Carrick faced no criminal sanctions or misconduct findings and police chiefs across England and Wales have since been asked to have all officers checked against national police databases by the end of March.
He was finally sacked from the force last month after his final guilty pleas. His crimes are set to form part of the independent inquiry looking at the murder of Sarah Everard, who was raped and strangled by then-serving Met officer Wayne Couzens in March 2021.
The case is the latest in a string of damaging scandals for the Met, including Ms Everard’s murder, racist and misogynist messages exchanged by a team at Charing Cross and the strip-search of a teenager at school while she was menstruating.
Met commissioner Sir Mark Rowley described Carrick’s crimes as “unspeakably evil” and admitted: “He should not have been a police officer.
“We weren’t rigorous enough in our approach and as a result we missed opportunities to identify the warning signs over decades.”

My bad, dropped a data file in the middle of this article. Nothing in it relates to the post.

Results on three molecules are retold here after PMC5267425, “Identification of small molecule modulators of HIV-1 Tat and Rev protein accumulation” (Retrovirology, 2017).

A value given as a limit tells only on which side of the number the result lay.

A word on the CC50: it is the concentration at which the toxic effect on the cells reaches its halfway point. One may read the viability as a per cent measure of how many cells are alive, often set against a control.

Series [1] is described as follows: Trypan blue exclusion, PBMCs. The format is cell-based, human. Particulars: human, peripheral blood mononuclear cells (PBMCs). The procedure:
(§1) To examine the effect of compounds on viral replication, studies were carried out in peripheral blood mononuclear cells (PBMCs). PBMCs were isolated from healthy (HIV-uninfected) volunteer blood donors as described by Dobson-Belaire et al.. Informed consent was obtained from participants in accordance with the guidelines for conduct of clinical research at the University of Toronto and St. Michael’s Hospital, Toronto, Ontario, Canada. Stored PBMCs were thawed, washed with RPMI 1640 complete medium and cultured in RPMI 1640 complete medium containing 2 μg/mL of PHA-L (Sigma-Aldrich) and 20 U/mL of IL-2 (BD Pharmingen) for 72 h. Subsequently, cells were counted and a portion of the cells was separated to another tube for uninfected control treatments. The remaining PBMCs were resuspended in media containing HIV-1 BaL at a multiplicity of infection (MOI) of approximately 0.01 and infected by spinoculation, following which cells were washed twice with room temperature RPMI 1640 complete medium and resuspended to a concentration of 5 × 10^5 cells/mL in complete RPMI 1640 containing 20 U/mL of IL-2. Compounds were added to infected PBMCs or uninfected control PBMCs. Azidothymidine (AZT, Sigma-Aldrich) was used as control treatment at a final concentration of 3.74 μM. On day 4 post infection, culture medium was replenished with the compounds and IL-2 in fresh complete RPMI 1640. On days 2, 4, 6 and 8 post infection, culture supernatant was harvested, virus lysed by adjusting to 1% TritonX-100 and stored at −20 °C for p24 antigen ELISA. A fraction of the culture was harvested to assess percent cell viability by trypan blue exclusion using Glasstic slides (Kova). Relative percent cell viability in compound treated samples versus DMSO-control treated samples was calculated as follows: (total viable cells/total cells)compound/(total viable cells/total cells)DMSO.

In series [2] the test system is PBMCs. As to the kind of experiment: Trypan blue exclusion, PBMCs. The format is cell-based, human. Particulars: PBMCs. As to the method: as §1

Sir Mark said the Met is “truly sorry”, adding: “We have let down women across London but we are more determined than ever to put it right.”
The Centre for Women’s Justice said it is exploring potential legal action against the Met with some of David Carrick’s victims.
One of the women said in a statement released through the campaign group: “He is a beast and he will be kept in an enclosure.
“But it is shameful that the ones who were in charge of his vetting, in a way allowed this predator to keep hunting, by using the cover of the police.
“I feel that they are responsible for what happened to us.”
Hertfordshire Police have set up a special portal to encourage other potential victims of Carrick to come forward.
Detective Inspector Iain Moor said: “As a serving police officer he has brought shame on the profession and was not fit to wear the uniform, but I hope that our determination to get justice for the victims in this case will go some way to reassuring the public that nobody is above the law and we will bring people like David Carrick to justice.”
National Police Chiefs’ Council chairman Martin Hewitt said people should now “expect to see more investigations launched, more sanctions, more sackings and more charges”.